Can you dig it?
Christopher St John
Review by Patrick M Rodgers
Classic Detective Movie
James Bond made intelligence work look sophisticated and sexy, while Sam Spade offered a more tough-guy, common man appeal. But Shaft was what made it *cool* to be a private dick.
While the success of Shaft (which itself owed a little something to “Sweet Sweetback’s Badasss Song”) spawned many sub-standard flicks, some not even viewable as camp by today’s standards, Shaft itself was no-nonsense, offering a straight-ahead gritty feel that was true to the times. No kung-fu hookers, just the mafia and some street thugs for villains. Bumpy Jonas may be no Dr. Evil, but damn, that cat was made of *ice*.
The pacing of the movie may be a bit slow for the MTV generation; the sequence where Shaft methodically chases down leads as to the whereabouts of his mark were authentic at the time, but by today’s standards, are unnecessary and slow. Still, they don’t torpedo the movie, they merely require a little more patience than usual.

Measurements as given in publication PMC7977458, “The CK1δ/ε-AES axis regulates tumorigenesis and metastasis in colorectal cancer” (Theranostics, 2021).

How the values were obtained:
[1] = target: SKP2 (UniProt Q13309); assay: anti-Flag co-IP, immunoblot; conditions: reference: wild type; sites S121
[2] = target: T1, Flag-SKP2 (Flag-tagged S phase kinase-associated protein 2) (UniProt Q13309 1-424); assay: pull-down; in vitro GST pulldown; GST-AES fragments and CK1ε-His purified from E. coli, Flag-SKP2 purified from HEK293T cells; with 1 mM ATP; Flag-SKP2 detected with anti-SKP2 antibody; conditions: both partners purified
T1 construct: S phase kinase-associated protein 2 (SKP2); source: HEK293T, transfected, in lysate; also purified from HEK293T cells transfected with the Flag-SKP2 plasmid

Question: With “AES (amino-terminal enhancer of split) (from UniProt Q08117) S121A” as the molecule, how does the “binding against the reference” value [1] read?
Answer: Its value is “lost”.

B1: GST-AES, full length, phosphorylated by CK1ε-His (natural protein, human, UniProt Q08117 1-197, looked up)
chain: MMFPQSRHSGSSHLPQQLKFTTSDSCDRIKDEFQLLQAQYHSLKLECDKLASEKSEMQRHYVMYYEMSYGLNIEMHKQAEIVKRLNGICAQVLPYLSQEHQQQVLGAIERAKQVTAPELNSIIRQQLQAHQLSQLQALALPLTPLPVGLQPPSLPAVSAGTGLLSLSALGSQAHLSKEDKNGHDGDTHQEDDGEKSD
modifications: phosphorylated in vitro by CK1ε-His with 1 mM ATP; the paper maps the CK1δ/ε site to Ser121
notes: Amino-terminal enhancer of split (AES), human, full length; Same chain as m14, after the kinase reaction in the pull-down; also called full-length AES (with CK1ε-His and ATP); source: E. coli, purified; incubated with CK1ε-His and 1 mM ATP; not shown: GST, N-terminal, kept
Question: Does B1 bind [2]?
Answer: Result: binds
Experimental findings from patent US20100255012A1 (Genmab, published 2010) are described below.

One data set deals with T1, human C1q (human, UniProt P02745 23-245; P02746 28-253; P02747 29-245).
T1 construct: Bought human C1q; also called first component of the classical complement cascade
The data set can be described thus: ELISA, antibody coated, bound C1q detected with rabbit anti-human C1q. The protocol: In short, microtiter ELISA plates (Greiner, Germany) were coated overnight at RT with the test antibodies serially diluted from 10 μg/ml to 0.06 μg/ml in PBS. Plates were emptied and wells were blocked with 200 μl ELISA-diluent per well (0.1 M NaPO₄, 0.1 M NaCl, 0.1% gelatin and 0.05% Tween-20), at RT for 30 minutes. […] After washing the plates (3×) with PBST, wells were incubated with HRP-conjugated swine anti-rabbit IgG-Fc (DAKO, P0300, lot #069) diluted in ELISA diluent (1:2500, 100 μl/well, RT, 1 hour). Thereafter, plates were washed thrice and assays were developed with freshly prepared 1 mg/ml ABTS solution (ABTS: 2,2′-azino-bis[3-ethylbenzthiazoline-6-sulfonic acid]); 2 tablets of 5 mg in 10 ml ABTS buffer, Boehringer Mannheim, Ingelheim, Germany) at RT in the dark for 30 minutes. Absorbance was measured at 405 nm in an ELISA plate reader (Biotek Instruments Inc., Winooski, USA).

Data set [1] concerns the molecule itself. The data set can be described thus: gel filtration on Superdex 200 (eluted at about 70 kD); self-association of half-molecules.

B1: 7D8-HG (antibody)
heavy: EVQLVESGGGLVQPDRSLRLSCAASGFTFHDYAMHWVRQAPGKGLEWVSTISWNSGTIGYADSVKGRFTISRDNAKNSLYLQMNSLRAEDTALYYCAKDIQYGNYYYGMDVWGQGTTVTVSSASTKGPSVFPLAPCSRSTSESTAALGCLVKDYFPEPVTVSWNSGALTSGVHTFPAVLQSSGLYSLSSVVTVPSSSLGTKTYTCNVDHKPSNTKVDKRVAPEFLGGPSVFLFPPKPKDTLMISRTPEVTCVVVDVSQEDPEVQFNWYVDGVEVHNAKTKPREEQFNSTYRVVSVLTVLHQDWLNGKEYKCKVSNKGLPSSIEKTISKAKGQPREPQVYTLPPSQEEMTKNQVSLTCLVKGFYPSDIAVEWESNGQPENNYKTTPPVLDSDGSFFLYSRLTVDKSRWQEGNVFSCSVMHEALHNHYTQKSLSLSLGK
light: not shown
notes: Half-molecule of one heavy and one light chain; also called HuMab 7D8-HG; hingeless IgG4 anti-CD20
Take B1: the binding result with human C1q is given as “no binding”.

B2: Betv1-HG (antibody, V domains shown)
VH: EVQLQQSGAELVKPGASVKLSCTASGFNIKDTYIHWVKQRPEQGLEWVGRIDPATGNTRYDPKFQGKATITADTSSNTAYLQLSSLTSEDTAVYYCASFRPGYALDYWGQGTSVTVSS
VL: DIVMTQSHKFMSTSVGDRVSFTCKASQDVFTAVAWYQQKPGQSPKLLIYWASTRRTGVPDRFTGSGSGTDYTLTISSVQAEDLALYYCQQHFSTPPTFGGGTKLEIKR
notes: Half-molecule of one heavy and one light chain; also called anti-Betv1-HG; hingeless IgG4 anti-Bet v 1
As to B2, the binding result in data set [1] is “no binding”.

While the detective movie has today all but succumbed to the dominance of the action movie (which isn’t really the same thing), this is a fine specimen of one from its heyday. At the time, much was made of the fact that the film’s titular hero was black (and, at the time, there was good cause). Sadly, to a certain extent, this has placed the film in the realm of camp or cult cinema in the minds of many. The fact is that, regardless of how groundbreaking it might have been, Shaft’s place in modern film is not as a piece of black cinema, but rather, as simply a great detective film.